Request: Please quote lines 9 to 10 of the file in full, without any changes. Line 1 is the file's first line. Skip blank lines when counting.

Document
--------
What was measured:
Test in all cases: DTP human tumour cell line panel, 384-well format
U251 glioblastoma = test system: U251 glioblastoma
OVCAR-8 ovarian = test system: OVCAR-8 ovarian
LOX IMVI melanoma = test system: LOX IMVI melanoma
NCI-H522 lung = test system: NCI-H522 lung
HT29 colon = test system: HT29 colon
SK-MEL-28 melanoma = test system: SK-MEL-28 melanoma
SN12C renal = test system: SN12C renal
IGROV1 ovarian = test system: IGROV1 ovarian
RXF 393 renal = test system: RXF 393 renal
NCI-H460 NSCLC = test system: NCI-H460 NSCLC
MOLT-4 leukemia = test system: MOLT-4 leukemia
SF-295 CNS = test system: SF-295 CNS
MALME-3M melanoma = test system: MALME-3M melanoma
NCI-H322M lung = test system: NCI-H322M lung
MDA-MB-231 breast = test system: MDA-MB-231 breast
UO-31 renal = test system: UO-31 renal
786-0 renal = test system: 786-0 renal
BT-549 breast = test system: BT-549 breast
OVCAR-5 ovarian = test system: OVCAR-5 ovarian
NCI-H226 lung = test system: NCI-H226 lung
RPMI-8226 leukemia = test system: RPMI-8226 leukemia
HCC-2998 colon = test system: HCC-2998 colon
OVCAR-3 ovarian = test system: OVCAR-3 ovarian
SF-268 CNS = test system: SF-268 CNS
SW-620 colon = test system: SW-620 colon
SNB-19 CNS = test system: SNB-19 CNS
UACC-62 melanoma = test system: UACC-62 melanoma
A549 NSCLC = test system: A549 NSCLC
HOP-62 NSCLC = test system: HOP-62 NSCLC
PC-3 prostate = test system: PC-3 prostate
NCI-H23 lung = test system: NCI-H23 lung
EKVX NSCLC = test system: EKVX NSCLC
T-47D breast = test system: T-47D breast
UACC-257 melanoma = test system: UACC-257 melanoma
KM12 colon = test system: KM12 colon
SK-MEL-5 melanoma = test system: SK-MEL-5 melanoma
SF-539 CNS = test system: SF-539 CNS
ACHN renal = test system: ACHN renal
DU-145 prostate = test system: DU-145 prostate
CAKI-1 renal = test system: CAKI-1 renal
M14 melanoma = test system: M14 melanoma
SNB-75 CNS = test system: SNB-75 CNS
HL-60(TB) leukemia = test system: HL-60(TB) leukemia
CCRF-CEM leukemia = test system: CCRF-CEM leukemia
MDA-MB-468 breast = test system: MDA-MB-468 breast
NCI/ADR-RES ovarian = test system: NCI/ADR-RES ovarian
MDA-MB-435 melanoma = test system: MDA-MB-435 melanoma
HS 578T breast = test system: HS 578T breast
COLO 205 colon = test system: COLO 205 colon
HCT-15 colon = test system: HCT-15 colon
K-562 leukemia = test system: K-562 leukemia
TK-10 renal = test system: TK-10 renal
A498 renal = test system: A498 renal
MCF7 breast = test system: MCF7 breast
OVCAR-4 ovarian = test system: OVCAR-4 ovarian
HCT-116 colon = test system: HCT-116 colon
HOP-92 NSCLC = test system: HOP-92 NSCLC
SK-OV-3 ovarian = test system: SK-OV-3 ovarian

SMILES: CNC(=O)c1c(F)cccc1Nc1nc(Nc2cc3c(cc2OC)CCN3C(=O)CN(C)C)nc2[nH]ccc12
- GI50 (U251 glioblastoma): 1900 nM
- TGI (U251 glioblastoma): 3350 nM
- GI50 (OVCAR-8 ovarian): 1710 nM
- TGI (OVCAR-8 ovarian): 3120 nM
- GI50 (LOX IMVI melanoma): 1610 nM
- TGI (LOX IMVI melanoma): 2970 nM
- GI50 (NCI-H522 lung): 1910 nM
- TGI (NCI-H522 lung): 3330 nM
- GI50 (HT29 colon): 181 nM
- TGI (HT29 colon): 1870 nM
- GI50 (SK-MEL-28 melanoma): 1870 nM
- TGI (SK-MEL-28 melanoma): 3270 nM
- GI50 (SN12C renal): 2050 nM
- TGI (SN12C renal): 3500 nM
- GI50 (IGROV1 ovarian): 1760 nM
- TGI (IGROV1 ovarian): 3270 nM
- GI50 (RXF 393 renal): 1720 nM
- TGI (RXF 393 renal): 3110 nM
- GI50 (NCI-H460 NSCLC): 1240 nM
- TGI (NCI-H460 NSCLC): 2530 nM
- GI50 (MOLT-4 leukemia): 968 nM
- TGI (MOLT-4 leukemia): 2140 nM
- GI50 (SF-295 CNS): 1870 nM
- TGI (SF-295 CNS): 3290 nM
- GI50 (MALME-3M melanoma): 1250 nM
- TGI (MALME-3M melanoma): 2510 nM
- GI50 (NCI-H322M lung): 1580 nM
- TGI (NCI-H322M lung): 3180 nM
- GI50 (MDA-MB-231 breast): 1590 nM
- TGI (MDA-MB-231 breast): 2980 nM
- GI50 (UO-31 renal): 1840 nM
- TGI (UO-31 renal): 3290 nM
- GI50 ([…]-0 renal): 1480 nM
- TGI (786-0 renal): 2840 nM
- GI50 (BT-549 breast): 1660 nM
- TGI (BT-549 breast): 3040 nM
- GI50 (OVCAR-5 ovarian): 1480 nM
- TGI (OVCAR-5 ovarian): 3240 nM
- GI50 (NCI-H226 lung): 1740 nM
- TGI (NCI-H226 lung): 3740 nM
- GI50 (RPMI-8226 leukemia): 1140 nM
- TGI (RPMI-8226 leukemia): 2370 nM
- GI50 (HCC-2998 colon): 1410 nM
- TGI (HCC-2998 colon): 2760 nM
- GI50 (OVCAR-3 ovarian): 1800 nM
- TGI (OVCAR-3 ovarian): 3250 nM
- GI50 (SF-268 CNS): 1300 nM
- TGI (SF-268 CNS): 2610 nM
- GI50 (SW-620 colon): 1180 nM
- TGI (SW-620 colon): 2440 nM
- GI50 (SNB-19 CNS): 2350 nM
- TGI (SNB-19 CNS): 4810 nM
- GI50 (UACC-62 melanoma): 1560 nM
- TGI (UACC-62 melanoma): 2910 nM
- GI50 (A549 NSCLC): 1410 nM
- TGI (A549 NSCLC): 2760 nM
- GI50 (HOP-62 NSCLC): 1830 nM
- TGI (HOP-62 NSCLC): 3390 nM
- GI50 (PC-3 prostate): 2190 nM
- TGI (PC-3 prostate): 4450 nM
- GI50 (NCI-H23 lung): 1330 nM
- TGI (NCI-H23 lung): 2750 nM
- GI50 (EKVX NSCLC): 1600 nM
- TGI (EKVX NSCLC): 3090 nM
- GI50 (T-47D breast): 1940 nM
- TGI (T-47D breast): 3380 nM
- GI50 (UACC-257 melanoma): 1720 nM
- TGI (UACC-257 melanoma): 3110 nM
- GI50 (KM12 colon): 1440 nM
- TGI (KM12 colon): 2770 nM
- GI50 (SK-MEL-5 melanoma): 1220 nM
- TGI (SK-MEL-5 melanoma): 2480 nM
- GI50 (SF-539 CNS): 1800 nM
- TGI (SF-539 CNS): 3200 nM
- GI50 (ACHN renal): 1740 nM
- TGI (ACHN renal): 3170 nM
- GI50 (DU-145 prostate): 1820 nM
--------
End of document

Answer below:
SN12C renal = test system: SN12C renal
IGROV1 ovarian = test system: IGROV1 ovarian